After top first base prospect Dominic Smith‘s poor first major league showing last year, the Mets entered this offseason with a clear plan to hedge their bets at first base. Jay Bruce was added with the idea that he could play the position if needed, and Wilmer Flores and Todd Frazier also offer flexibility at the position. But the Mets decided, before signing Frazier, that still wasn’t enough and opted to ink veteran Adrian Gonzalez to a one-year deal for the major league minimum.
It’s probably worth it to recap how Gonzalez, once one of the game’s most prolific hitters, has gotten to this point. From 2006 to 2015, the first baseman totaled a 133 wRC+, 38.5 fWAR, and 283 home runs over 6,786 plate appearances between the Padres, Red Sox, and Dodgers. In addition to that elite production, he was never hurt, playing in over 150 games in every single one of those ten seasons. In total, he made five All-Star appearances while winning two Silver Slugger awards and four Gold Gloves.
But in 2016, his age-34 season, Gonzalez’s career started to take a downturn. While he still posted a respectable 111 wRC+ that year, it was his lowest wRC+ since 2005, and his fWAR of just 1.2 was also his worst since that season. Things didn’t get much better for Gonzalez in 2017, either. He struggled with back issues the whole year, only playing in 71 games, while posting a not-so-nice 69 wRC+ and a career-worst -1.1 fWAR. He was supplanted by Cody Bellinger at first base for the Dodgers and was eventually left off the postseason roster, which led to his taking a controversial trip to Italy while his team played in the World Series.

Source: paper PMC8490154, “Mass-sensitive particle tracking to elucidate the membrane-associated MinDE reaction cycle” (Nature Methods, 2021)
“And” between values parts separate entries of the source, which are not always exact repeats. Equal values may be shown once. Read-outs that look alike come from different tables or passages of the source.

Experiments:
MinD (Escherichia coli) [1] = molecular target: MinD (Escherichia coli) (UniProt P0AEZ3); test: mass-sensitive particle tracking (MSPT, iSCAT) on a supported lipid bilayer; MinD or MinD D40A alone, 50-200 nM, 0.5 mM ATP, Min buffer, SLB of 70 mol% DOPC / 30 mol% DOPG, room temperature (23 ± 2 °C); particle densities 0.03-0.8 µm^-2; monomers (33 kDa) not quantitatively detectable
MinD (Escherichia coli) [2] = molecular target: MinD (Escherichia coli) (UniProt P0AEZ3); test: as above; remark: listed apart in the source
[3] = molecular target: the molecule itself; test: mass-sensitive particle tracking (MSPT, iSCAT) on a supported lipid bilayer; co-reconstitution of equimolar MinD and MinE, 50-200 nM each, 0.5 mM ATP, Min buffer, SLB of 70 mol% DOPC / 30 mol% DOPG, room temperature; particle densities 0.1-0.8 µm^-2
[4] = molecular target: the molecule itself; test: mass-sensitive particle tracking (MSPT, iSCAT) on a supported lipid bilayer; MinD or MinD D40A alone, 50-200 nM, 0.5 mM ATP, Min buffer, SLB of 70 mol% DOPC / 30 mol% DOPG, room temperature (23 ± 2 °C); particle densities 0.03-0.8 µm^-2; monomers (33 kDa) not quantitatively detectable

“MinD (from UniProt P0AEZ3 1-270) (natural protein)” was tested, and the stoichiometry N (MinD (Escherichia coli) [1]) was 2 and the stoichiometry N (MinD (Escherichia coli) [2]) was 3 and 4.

Along with his offense, Gonzalez’s defense has taken a nosedive in recent years as well. Once a staunch first base defender, he posted UZR/150’s in the negatives in both 2016 and 2017 (-0.6 and -5.9, respectively). While those numbers aren’t awful, he hadn’t gone consecutive seasons with a UZR/150 below zero since 2007 and 2008.
This winter, the Dodgers, having no use for Gonzalez anymore, traded him in a salary dump to the Braves, who immediately designated him for assignment and eventually released him. That’s when the Mets swooped in and signed Gonzalez for the minimum, which he was willing to accept due to the fact that he will still recieve $21.5 million from the Braves this season.
Gonzalez will enter spring training in a competition with Smith for the full-time gig at first base, but the expectation seems to be that Gonzalez will probably be the Mets’ first baseman to start the season. But given his age, recent history, and contract status, the team will probably have a very short leash with the veteran. If he struggles out of the gate, his MLB-minimum salary makes it very easy to cut ties with him.
The ceiling with the former All-Star is obviously very high, and if he can somehow rekindle his pre-2016 level of production, then the Mets may have struck gold for a bargain price. But the chances of that happening are slim. Either way, the Mets have a lot of options at first base, so they are not bound to Gonzalez by any means. If he flounders, the Mets should waste little time calling up Smith or moving Bruce or Flores to the position on a full-time basis.